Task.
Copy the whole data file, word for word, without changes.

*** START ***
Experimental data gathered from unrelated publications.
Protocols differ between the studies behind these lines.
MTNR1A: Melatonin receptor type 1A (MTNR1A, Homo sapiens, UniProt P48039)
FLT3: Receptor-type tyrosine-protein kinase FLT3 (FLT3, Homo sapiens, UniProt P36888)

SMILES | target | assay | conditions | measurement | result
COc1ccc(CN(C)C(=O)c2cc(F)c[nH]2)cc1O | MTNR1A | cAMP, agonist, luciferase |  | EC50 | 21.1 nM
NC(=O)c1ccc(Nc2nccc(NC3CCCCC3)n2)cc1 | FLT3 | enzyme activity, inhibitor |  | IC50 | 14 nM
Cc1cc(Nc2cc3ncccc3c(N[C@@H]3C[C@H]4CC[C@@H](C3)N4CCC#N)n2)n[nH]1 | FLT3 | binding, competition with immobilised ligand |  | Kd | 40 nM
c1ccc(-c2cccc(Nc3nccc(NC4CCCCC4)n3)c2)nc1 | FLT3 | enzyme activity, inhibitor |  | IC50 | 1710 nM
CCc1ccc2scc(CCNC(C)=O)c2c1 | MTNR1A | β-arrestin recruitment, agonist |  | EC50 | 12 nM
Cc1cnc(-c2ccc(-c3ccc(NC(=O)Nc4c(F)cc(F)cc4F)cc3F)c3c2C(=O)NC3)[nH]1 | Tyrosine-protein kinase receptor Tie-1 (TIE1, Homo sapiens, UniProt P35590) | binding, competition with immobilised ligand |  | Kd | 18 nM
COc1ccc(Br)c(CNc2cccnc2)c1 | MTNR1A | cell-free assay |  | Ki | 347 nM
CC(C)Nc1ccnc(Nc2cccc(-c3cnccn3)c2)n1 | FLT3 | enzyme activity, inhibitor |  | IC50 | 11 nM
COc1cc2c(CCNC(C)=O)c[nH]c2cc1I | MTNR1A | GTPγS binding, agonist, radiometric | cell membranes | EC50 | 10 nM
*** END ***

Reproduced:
Experimental data gathered from unrelated publications.
Protocols differ between the studies behind these lines.
MTNR1A: Melatonin receptor type 1A (MTNR1A, Homo sapiens, UniProt P48039)
FLT3: Receptor-type tyrosine-protein kinase FLT3 (FLT3, Homo sapiens, UniProt P36888)

SMILES | target | assay | conditions | measurement | result
COc1ccc(CN(C)C(=O)c2cc(F)c[nH]2)cc1O | MTNR1A | cAMP, agonist, luciferase |  | EC50 | 21.1 nM
NC(=O)c1ccc(Nc2nccc(NC3CCCCC3)n2)cc1 | FLT3 | enzyme activity, inhibitor |  | IC50 | 14 nM
Cc1cc(Nc2cc3ncccc3c(N[C@@H]3C[C@H]4CC[C@@H](C3)N4CCC#N)n2)n[nH]1 | FLT3 | binding, competition with immobilised ligand |  | Kd | 40 nM
c1ccc(-c2cccc(Nc3nccc(NC4CCCCC4)n3)c2)nc1 | FLT3 | enzyme activity, inhibitor |  | IC50 | 1710 nM
CCc1ccc2scc(CCNC(C)=O)c2c1 | MTNR1A | β-arrestin recruitment, agonist |  | EC50 | 12 nM
Cc1cnc(-c2ccc(-c3ccc(NC(=O)Nc4c(F)cc(F)cc4F)cc3F)c3c2C(=O)NC3)[nH]1 | Tyrosine-protein kinase receptor Tie-1 (TIE1, Homo sapiens, UniProt P35590) | binding, competition with immobilised ligand |  | Kd | 18 nM
COc1ccc(Br)c(CNc2cccnc2)c1 | MTNR1A | cell-free assay |  | Ki | 347 nM
CC(C)Nc1ccnc(Nc2cccc(-c3cnccn3)c2)n1 | FLT3 | enzyme activity, inhibitor |  | IC50 | 11 nM
COc1cc2c(CCNC(C)=O)c[nH]c2cc1I | MTNR1A | GTPγS binding, agonist, radiometric | cell membranes | EC50 | 10 nM